6. Risk Factors

    7. Minimize Risk Factors

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    14. Adjust Your Chair Adjust your chair to achieve a neutral position keep trying, it is an ongoing process! Fix (or have fixed) a malfunctioning chair Use a lumbar cushion for additional support or if chair lacks adequate back support or seat is too deep Pad armrests that are hard or that have square edges Remove armrests if they contribute to awkward postures Use a foot rest or keyboard platform to help achieve neutral position if necessary

    15. Minimize Awkward Body Position

    20. When Using Input Devices (Keyboard, mouse, etc.)

    25. High Force Using a lot of hand force increases the risk for hand, wrist and elbow injuries, and in some cases shoulder injuries. Holding something between the tips of the fingers and the thumb is called a pinch grip. This type of grip uses very small muscles in the hand and wrist, so even holding something that weighs only 2 pounds can be a risk for injury if its done for extended periods per day. Because you cant get as good a grip with your fingertips as with your whole hand, you tend to use more force to hold onto something than just the weight of the object. For example, in order to hold onto a stack of paper that weighs two pounds, you actually have to use four pounds of grip force. When you grip something with your whole hand youre able to use the larger muscles in your forearm, and this gives you a grip thats five times stronger than a pinch grip. Youre also able to get a better grip so the amount of grip force you use is pretty much equal to the weight of the object youre holding. Therefore, grip force of 10 or more pounds of weight held or 10 or more pounds of force exerted for extended periods per day are also cautionary activities. Using a lot of hand force increases the risk for hand, wrist and elbow injuries, and in some cases shoulder injuries. Holding something between the tips of the fingers and the thumb is called a pinch grip. This type of grip uses very small muscles in the hand and wrist, so even holding something that weighs only 2 pounds can be a risk for injury if its done for extended periods per day. Because you cant get as good a grip with your fingertips as with your whole hand, you tend to use more force to hold onto something than just the weight of the object. For example, in order to hold onto a stack of paper that weighs two pounds, you actually have to use four pounds of grip force. When you grip something with your whole hand youre able to use the larger muscles in your forearm, and this gives you a grip thats five times stronger than a pinch grip. Youre also able to get a better grip so the amount of grip force you use is pretty much equal to the weight of the object youre holding. Therefore, grip force of 10 or more pounds of weight held or 10 or more pounds of force exerted for extended periods per day are also cautionary activities.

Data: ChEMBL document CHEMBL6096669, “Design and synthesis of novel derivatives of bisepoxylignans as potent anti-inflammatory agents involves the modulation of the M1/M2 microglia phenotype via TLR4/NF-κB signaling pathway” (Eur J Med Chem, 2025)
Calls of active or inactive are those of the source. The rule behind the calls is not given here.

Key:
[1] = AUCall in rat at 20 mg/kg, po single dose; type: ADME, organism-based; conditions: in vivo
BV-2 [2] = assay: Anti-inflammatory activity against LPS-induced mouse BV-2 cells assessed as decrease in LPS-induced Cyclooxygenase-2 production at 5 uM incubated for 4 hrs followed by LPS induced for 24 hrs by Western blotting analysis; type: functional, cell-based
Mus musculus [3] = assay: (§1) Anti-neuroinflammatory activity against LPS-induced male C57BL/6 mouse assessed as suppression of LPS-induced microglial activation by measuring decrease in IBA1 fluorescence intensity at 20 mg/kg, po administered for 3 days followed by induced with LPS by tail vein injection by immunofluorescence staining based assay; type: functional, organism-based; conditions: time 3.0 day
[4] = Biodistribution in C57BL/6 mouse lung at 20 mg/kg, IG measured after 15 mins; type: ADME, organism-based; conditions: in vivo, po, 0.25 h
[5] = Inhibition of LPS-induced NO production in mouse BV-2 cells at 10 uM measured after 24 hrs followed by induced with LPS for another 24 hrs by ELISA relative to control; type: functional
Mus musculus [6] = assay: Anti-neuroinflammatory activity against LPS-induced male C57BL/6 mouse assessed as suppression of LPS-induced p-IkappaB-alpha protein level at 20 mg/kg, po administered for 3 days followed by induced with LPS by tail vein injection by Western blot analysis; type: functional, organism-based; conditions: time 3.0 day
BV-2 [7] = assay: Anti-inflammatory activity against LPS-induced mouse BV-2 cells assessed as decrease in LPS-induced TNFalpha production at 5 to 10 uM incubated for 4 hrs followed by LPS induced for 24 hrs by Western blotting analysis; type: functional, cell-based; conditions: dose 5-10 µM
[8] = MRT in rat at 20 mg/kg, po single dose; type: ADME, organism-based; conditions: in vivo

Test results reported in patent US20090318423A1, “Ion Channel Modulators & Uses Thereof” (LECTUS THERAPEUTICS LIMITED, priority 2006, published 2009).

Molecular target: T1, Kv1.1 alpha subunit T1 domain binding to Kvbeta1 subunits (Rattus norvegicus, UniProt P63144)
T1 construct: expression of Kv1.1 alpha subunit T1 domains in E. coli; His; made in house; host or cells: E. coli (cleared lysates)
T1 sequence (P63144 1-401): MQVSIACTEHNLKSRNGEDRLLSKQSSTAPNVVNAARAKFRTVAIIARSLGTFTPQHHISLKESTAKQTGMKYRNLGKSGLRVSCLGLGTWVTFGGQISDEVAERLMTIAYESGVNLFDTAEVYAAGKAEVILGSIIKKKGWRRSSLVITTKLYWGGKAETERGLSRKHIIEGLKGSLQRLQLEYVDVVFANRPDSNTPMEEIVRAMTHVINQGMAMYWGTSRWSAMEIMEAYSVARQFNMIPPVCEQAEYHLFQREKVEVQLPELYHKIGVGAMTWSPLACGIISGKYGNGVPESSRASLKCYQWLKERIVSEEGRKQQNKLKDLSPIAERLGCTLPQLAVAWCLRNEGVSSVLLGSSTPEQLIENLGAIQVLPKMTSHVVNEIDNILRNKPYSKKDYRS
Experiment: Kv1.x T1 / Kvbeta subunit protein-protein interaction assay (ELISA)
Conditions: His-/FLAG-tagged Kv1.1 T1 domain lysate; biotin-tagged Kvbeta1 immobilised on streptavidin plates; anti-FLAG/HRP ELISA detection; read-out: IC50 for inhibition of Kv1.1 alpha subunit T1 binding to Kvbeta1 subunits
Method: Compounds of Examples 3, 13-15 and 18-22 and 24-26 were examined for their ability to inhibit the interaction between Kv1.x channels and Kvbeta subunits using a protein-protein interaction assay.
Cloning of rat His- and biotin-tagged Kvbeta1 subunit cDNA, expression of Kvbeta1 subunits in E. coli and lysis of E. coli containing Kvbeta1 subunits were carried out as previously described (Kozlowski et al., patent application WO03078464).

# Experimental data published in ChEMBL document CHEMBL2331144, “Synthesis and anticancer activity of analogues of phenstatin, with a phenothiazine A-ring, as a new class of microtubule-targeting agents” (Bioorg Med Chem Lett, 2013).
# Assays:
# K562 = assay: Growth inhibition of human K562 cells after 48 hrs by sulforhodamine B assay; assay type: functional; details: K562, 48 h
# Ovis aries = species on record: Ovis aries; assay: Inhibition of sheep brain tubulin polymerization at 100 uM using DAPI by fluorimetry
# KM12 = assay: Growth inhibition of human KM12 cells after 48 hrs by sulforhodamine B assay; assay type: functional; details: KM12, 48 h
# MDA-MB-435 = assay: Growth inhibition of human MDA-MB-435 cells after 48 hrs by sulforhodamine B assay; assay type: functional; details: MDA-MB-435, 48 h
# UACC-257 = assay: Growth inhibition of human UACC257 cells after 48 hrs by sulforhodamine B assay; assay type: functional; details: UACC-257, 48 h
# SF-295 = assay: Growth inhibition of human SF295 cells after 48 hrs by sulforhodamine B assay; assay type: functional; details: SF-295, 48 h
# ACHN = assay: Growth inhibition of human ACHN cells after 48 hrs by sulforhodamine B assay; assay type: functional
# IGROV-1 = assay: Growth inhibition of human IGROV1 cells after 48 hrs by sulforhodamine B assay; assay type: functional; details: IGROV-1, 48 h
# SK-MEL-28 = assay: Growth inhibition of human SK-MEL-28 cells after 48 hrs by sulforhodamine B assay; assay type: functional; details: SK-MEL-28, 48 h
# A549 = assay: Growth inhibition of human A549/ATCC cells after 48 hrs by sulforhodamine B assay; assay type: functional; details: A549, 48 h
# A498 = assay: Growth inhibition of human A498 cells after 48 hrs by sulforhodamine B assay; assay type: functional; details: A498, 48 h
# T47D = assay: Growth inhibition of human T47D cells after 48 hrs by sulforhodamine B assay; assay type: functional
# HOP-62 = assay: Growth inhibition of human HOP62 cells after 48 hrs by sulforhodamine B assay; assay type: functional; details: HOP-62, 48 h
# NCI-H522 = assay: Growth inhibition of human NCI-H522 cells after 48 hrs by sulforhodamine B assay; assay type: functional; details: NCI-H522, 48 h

26. Eliminate awkward positions Use mechanical advantage Reduce weight of tool or object Redesign tool/user interface Use sharp, well-maintained tools Alternate Positions/Tasks Avoid resting your wrists against a desk edge Look at Material Handling Alternatives

    28. Time Frequency, Duration & Recovery

    29. Numbness Burning Pain/Aching Tingling Cramping Stiffness Physical Symptoms

    30. Early Intervention is Critical E arly R esponse G ains O pportunity

    32. Use the ergonomic assessment form provided on the webpage to guide you through a self-assessment of your work activities. http://www.montana.edu/wellness/wellAwards.html

    33. Consult additional resources on this website. Contact your Wellness Coordinator for additional assistance and resources